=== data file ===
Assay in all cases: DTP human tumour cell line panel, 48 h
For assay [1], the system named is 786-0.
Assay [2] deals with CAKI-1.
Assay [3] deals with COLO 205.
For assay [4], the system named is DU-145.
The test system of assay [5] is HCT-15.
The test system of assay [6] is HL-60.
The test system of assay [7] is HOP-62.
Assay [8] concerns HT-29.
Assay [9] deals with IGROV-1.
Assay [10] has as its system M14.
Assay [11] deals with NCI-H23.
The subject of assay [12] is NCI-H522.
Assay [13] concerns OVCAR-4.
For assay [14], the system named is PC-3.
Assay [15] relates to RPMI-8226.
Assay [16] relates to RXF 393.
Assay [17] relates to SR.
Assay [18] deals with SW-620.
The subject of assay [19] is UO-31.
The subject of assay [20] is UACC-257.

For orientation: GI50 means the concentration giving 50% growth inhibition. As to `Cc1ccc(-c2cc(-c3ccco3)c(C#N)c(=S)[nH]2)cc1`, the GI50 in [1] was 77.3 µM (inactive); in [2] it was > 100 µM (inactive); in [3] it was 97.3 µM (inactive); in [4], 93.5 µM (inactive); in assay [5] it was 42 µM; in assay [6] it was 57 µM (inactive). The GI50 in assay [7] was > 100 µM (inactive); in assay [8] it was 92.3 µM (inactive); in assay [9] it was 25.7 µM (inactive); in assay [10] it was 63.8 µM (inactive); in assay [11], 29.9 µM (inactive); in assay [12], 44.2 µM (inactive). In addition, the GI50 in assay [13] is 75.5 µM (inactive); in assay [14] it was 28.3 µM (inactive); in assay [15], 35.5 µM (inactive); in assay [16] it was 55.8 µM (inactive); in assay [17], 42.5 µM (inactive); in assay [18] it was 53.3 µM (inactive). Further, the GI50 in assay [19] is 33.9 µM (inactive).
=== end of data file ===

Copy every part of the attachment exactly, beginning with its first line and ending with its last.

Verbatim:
Assay in all cases: DTP human tumour cell line panel, 48 h
For assay [1], the system named is 786-0.
Assay [2] deals with CAKI-1.
Assay [3] deals with COLO 205.
For assay [4], the system named is DU-145.
The test system of assay [5] is HCT-15.
The test system of assay [6] is HL-60.
The test system of assay [7] is HOP-62.
Assay [8] concerns HT-29.
Assay [9] deals with IGROV-1.
Assay [10] has as its system M14.
Assay [11] deals with NCI-H23.
The subject of assay [12] is NCI-H522.
Assay [13] concerns OVCAR-4.
For assay [14], the system named is PC-3.
Assay [15] relates to RPMI-8226.
Assay [16] relates to RXF 393.
Assay [17] relates to SR.
Assay [18] deals with SW-620.
The subject of assay [19] is UO-31.
The subject of assay [20] is UACC-257.

For orientation: GI50 means the concentration giving 50% growth inhibition. As to `Cc1ccc(-c2cc(-c3ccco3)c(C#N)c(=S)[nH]2)cc1`, the GI50 in [1] was 77.3 µM (inactive); in [2] it was > 100 µM (inactive); in [3] it was 97.3 µM (inactive); in [4], 93.5 µM (inactive); in assay [5] it was 42 µM; in assay [6] it was 57 µM (inactive). The GI50 in assay [7] was > 100 µM (inactive); in assay [8] it was 92.3 µM (inactive); in assay [9] it was 25.7 µM (inactive); in assay [10] it was 63.8 µM (inactive); in assay [11], 29.9 µM (inactive); in assay [12], 44.2 µM (inactive). In addition, the GI50 in assay [13] is 75.5 µM (inactive); in assay [14] it was 28.3 µM (inactive); in assay [15], 35.5 µM (inactive); in assay [16] it was 55.8 µM (inactive); in assay [17], 42.5 µM (inactive); in assay [18] it was 53.3 µM (inactive). Further, the GI50 in assay [19] is 33.9 µM (inactive).